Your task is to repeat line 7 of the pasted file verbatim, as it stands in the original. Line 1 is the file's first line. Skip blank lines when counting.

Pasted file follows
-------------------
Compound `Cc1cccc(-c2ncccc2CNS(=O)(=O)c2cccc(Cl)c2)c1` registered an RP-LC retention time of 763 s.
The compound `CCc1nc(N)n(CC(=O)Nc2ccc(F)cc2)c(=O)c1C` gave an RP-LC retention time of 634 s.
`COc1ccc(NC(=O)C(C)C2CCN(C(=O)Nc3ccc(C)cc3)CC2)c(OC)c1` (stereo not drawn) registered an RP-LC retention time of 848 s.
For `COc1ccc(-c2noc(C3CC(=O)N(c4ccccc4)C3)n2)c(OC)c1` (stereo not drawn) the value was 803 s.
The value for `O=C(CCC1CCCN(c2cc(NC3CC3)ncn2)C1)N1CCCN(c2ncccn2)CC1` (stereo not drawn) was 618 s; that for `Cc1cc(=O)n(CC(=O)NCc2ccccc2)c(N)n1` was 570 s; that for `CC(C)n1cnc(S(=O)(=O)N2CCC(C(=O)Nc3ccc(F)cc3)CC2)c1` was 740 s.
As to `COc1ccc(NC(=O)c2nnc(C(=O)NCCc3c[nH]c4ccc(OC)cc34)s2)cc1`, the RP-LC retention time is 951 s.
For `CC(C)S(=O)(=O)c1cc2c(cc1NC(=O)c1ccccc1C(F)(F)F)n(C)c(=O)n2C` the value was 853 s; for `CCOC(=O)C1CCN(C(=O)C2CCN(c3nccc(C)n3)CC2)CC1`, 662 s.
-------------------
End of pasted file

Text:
For `CC(C)S(=O)(=O)c1cc2c(cc1NC(=O)c1ccccc1C(F)(F)F)n(C)c(=O)n2C` the value was 853 s; for `CCOC(=O)C1CCN(C(=O)C2CCN(c3nccc(C)n3)CC2)CC1`, 662 s.